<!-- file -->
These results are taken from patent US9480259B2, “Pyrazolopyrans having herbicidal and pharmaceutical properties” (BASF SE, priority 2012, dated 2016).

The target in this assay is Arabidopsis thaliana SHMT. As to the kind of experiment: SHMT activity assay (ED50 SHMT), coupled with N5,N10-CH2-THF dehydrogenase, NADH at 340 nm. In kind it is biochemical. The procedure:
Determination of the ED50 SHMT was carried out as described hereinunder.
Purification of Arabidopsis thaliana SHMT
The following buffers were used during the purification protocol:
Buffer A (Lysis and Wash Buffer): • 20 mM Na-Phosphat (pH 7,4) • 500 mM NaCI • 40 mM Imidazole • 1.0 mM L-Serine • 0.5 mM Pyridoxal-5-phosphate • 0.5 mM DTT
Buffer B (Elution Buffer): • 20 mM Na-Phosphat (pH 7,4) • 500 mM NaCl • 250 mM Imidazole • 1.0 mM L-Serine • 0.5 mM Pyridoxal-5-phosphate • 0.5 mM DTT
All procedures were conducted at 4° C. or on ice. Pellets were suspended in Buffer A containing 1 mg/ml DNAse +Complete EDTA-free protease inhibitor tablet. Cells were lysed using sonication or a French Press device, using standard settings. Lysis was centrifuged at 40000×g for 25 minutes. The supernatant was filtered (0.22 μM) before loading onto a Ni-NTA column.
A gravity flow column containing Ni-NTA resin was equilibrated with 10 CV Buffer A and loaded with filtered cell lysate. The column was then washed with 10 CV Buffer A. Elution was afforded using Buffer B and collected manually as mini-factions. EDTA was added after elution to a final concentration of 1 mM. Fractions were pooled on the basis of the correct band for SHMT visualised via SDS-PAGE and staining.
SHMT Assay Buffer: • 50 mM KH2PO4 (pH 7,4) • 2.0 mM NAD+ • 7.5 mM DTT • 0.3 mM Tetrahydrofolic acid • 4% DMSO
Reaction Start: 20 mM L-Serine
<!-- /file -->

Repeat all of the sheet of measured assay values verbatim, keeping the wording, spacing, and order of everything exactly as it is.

These results are taken from patent US9480259B2, “Pyrazolopyrans having herbicidal and pharmaceutical properties” (BASF SE, priority 2012, dated 2016).

The target in this assay is Arabidopsis thaliana SHMT. As to the kind of experiment: SHMT activity assay (ED50 SHMT), coupled with N5,N10-CH2-THF dehydrogenase, NADH at 340 nm. In kind it is biochemical. The procedure:
Determination of the ED50 SHMT was carried out as described hereinunder.
Purification of Arabidopsis thaliana SHMT
The following buffers were used during the purification protocol:
Buffer A (Lysis and Wash Buffer): • 20 mM Na-Phosphat (pH 7,4) • 500 mM NaCI • 40 mM Imidazole • 1.0 mM L-Serine • 0.5 mM Pyridoxal-5-phosphate • 0.5 mM DTT
Buffer B (Elution Buffer): • 20 mM Na-Phosphat (pH 7,4) • 500 mM NaCl • 250 mM Imidazole • 1.0 mM L-Serine • 0.5 mM Pyridoxal-5-phosphate • 0.5 mM DTT
All procedures were conducted at 4° C. or on ice. Pellets were suspended in Buffer A containing 1 mg/ml DNAse +Complete EDTA-free protease inhibitor tablet. Cells were lysed using sonication or a French Press device, using standard settings. Lysis was centrifuged at 40000×g for 25 minutes. The supernatant was filtered (0.22 μM) before loading onto a Ni-NTA column.
A gravity flow column containing Ni-NTA resin was equilibrated with 10 CV Buffer A and loaded with filtered cell lysate. The column was then washed with 10 CV Buffer A. Elution was afforded using Buffer B and collected manually as mini-factions. EDTA was added after elution to a final concentration of 1 mM. Fractions were pooled on the basis of the correct band for SHMT visualised via SDS-PAGE and staining.
SHMT Assay Buffer: • 50 mM KH2PO4 (pH 7,4) • 2.0 mM NAD+ • 7.5 mM DTT • 0.3 mM Tetrahydrofolic acid • 4% DMSO
Reaction Start: 20 mM L-Serine